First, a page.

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I’m Irish and my first language is English, I studied French throughout high school and most of university but it’s pretty weak. I’ve lived in Thailand on and off during my travels and my Thai is ok, but not fluent at all. I appreciate, more than anyone, the ability to speak more than one language. This, my friends, is a sentiment seemingly exclusive to me. Get your act together you morons.

Grading your language

You’re in another country. Let’s say Thailand, because it’s so close to my heart. You speak zero thai, fair enough, you’ve never studied it BUT you are in Thailand. You want to order a beer, or a burger, or buy a movie ticket whatever. I assume you’re going to speak in English in hope that the person serving you will understand.

 

Now this is already quite an arrogant assumption but I’m being friendly so we’ll let that slide. A step too far however, is this:

 

“Hey bro, I’ll just grab a couple of cold ones please mate oh and maybe throw a burger my way too. Make it a big ‘un.”

 

Cue levels of confusion beyond belief. The confusion, ironically, though will not be from the Thai staff member (or the nationality of the country you happen to be in) it will be from the dude ordering whatever it is he’s ordering not being able to comprehend why the server couldn’t understand his order. Arrrrrrrrrrrrrgh.

 

Mistake number 1: You assume they speak English, even though we’re in THEIR country. Ok ok ok, English is the global language so lets swiftly move onto the crux of my rant…

 

Mistake number 2: Yes he/she may speak a bit of English, they may even speak pretty good English BUT what they won’t be able to do is understand your stupid accent, your stupid colloquial slang or the ridiculous speed you seem to be speaking at.

 

So listen up… here’s a step by step guide how to not be an idiot when you’re communicating in English overseas…

 

1)   Speak slowly. That means slowly. One more time – slowly.

2)   Grade your language. Don’t be overly verbose, keep your tenses simple where possible and use nouns, adjectives and verbs that people would learn early on in their language learning.

3)   If people aren’t understanding, try to rephrase what your saying. DON’T JUST REPEAT IT TIME AND TIME AGAIN, WITH ADDED VOLUME. THAT’S NOT GONNA WORK.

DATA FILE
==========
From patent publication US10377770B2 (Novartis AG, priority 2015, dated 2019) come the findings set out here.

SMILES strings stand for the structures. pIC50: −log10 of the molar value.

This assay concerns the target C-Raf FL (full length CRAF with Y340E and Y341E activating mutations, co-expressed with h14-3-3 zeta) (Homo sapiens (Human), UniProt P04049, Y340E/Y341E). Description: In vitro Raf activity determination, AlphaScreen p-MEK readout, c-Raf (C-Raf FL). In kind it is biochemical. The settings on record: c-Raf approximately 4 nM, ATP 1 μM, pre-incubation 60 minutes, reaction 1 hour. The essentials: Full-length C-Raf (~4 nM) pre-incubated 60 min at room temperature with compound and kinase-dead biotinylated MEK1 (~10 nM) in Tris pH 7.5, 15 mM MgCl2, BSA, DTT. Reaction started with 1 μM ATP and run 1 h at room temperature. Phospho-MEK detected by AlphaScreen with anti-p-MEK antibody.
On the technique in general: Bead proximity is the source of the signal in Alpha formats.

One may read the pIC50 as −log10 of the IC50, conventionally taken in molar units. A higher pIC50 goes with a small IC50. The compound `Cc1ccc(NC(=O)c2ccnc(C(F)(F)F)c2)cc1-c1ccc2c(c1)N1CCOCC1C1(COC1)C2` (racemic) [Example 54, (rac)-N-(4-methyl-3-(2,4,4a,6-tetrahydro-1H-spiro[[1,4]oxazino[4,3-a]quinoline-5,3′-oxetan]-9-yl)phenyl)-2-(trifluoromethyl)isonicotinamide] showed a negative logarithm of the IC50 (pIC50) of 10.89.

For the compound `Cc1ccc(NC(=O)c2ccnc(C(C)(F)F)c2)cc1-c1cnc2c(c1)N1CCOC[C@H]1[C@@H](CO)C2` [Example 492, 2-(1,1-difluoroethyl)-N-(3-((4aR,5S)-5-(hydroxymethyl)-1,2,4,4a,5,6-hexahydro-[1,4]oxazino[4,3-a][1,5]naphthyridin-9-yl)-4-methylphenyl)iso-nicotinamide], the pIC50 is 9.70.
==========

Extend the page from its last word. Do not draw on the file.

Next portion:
4)   Never ever ever resort to bullsh*t pigeon English. This is expediting the death of the English language. Example:

THE WRONG WAY: “Any clue what time the bus might be popping by?”

THE RIGHT WAY: “What time does the bus come?”

THE HORRIBLE, SEX TOURIST WRONG WAY: “What time bus come?”… what are you? An idiot? Clearly.

 

It’s not rocket science. Show a little compassion, a little more patience and watch how much faster the world goes round. Rant over.

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0 thoughts on “Tuesday’s Travel Rant: Grading your language

  1. Ugh, I need to stop reading your blog. Now. I’m not going to get anything done today except commenting on about 50 of your posts how much I agree with you. Thanks for making yet another more than valid point.

  2. This should really go without saying! It is so annoying to travel and have some tourist wonder (angrily at that) why nobody speaks English…seriously dude? The fun part of traveling is immersing yourself in the culture of wherever you are, and yes their native tongue is part of the culture! I’m not saying be fluent but make an effort! I could go on and on but I won’t 🙂 thanks Johnny I got closer to filling my rant n rave quota for today

  3. Couldn’t agree more. This is something I’ve seen in so many places (socially and professionally, I’m sad to say) and it really makes my piss boil every time. If you can’t/won’t learn some key phrases to help yourself, then it isn’t too much to ask that you stop and think before you speak in order to communicate clearly and simply.

    Good work as always Johnny 🙂

  4. I couldn’t agree more. We should all know hello and thank you in the language of the country that we’re traveling in.

  5. Nice post, some people call this “the imperialism of language”. Being a foreigner myself, I always try to learn some of the most basic words of the native language of the country I’m in, like “Thank you” and “Hello” no matter how ridiculous my accent. lol
    Be well

    d

  6. Couldn’t agree more – so frustrating to see!

    I was with someone once in Taiwan and they actually got annoyed and mocked a shop assistant because she couldn’t speak any English even though English is not their first language! I was literally speechless, couldn’t believe what I was seeing and hearing!

    Anyway, on the flip side of language grading I found that after a year of doing it from living in Taiwan I’ve come back to western society unintentionally grading my language (more through force of habit) receiving many weird looks along the way… oh well!

    Great post Johnny!

    1. Hey Duff,

      Awesome site you’ve got there, been reading it all morning 😛
      The second paragraph is certainly something we need to be wary about, patronising our friends and family doesn’t go down too well! lol

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